That, of course, must imply that the peace which is here ascribed to Him, as its source and fontal possessor, is that deep and changeless calm of an infinite and perfectly harmonious being which is broken by no work, perturbed by no agitations, and yet is no more stagnant than the calm depths of the ocean, being penetrated for ever by warmth and majestic motion in which there is rest.
"The God of peace" wills to give to men something not altogether unlike the tranquillity which He Himself possesses.
The hope seems altogether beyond the conditions of creatural life, which is tossed to and fro amidst changes and agitations. How can the finite, whose very law of life is change, whose nature is open to the disturbances of external solicitations, and the agitations of inward emotions—how can he ever, in this respect, approximate to the repose of God? And yet, analogous, if not similar, tranquillity may fill our hearts. Surely He who dwells in His own indisturbance, and desires that His children should be partakers of His stable blessedness, is able, as well as willing, to steady the soul that is knit to Him with somewhat of His own steadiness and calm.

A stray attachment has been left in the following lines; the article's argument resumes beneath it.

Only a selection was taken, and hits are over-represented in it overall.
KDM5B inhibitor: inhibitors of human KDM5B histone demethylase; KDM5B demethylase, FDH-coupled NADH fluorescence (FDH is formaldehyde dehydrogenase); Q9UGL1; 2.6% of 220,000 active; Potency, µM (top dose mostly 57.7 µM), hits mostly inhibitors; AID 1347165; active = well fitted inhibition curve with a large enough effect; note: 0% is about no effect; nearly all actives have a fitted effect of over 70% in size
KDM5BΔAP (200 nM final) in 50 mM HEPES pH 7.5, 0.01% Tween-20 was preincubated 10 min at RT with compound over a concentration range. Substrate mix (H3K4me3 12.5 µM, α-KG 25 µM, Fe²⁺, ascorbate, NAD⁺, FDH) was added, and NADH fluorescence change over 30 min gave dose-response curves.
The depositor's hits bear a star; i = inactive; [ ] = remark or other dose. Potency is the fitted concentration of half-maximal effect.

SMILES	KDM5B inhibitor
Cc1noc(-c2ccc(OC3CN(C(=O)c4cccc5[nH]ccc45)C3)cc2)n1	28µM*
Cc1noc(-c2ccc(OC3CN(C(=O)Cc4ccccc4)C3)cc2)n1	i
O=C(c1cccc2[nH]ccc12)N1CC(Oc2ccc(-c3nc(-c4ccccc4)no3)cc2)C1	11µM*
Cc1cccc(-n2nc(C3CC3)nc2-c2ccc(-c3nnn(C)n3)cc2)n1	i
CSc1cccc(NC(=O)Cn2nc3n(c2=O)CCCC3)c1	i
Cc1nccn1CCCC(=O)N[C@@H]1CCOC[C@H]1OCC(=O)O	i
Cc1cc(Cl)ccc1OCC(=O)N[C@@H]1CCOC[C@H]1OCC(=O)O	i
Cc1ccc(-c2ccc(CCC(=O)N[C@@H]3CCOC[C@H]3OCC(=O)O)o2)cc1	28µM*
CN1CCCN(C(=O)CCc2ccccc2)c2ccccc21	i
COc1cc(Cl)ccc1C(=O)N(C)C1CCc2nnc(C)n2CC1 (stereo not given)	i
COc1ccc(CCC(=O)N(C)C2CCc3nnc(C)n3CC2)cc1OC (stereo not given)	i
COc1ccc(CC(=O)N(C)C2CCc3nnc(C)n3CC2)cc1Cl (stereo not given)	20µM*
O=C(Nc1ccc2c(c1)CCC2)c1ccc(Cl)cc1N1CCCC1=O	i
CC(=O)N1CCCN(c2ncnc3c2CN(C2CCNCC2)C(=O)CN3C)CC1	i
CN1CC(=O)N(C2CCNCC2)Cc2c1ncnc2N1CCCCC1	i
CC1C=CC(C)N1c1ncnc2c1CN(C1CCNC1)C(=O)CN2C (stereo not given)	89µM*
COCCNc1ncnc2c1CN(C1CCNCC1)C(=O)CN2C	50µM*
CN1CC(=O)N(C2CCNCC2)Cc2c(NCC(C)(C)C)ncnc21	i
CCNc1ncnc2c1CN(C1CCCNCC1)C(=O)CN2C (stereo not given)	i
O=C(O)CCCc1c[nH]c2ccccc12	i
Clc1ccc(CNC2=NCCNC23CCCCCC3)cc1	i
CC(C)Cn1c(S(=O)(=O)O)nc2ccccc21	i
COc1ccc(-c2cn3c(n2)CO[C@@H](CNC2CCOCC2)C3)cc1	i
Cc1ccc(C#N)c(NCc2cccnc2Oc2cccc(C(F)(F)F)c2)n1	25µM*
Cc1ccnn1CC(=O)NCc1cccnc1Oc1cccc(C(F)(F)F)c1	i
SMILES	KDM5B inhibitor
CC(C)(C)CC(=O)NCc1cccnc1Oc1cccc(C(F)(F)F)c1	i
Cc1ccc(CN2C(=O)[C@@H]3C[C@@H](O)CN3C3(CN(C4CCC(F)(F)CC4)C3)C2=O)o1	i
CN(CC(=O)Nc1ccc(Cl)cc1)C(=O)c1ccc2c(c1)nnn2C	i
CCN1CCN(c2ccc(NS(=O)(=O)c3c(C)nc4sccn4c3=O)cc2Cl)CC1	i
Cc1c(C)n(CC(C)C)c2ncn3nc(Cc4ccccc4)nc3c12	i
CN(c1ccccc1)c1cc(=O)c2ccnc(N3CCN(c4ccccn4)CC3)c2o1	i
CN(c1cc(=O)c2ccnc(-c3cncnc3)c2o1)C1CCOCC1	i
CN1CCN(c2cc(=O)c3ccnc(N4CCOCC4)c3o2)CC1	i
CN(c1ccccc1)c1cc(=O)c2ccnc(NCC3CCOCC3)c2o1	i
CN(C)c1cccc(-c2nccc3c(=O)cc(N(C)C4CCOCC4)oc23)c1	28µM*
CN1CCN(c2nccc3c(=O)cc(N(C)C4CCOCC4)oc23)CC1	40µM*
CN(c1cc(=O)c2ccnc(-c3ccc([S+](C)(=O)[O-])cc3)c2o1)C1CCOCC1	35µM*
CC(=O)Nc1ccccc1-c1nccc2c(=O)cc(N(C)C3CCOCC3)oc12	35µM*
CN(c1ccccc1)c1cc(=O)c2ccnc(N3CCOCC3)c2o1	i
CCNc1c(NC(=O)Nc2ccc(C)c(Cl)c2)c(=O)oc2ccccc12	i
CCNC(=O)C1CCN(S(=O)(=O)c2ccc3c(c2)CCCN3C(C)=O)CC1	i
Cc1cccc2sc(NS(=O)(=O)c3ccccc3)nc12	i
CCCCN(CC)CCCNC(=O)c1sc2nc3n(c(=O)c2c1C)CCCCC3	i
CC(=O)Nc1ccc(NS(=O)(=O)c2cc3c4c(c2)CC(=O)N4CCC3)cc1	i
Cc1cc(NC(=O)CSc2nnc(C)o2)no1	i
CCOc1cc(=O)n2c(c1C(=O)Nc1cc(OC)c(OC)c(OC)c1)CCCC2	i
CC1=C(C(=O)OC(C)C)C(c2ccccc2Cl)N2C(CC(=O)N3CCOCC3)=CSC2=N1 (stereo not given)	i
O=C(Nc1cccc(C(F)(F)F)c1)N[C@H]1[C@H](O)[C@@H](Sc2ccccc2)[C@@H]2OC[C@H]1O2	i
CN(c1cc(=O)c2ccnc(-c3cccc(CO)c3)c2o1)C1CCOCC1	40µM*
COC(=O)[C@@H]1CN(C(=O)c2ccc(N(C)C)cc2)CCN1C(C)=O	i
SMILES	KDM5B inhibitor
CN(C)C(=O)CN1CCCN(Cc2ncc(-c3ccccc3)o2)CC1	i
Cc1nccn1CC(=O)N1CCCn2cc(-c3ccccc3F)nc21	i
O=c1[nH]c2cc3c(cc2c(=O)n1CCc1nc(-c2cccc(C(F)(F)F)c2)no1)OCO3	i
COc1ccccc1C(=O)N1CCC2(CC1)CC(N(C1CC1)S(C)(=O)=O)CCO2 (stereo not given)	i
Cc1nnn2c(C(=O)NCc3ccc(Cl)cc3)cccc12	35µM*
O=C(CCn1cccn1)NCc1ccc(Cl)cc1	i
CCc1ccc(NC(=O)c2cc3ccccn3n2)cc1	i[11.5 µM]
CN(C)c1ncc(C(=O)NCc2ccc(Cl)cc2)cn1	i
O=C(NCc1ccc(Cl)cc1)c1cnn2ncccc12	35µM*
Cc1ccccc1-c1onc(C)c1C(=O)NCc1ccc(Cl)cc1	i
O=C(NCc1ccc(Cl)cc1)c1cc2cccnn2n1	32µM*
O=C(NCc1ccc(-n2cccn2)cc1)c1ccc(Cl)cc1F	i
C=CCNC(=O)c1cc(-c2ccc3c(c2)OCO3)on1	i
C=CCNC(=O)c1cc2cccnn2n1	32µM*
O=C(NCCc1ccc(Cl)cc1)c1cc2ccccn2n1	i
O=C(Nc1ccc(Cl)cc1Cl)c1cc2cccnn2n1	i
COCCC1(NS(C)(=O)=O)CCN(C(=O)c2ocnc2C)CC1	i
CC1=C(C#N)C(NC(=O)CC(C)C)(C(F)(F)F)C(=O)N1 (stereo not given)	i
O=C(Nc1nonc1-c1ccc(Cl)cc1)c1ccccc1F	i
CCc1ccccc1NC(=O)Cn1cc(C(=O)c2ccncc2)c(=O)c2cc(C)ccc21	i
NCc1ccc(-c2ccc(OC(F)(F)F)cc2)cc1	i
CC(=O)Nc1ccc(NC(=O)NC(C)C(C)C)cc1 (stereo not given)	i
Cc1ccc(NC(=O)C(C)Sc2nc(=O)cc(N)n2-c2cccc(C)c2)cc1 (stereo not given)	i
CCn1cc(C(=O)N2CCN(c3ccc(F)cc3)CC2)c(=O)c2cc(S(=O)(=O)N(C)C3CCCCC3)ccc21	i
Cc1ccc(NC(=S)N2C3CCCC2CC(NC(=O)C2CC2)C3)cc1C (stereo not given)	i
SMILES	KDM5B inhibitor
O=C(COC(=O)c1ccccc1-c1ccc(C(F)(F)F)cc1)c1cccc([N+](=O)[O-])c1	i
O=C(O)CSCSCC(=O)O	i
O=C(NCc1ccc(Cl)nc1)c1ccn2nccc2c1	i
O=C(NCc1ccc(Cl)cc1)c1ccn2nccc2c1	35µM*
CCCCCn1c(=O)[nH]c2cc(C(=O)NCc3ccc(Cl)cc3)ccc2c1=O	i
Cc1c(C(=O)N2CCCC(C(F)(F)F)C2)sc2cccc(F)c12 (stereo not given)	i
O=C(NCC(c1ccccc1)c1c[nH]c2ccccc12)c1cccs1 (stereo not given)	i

For what is it that breaks human peace? Is it emotion, change or any of the necessary conditions of our earthly life? By no means. It is possible to carry an unflickering flame through the wildest tempests, if only there be a sheltering hand round about it. And it is possible that my agitated and tremulous nature, blown upon by all the winds of heaven, may still burn straight upwards, undeviating from its steady aspiration, if only the hand of the Lord be about me. .fust because God is the God of peace, it must be His desire to impart His own tranquillity to us.
The sure way by which that deep calm within the breast can be received and retained is by His imparting to us just what the writer here asks for these Hebrews—hearts ready for every good work and wills submitted to His will. The condition of peace is righteousness, and He who comes to make men partakers of the peace of God is, "first of all, King of Righteousness, and, after that, also King of Peace." When our wills are made pliable and flexible, no longer stiff and rigid and obstinate, like a bar of iron, to His touch, but bendable like a piece of dressed leather; when our hankering desires no longer go after forbidden dainties, but keep themselves within the limits of the Divine will; when we are ready for all that He commands or appoints, meeting the one with unmurmuring resignation and the other with unquestioning obedience—then nothing that is at enmity with joy can utterly abolish or destroy the peace that we have in God.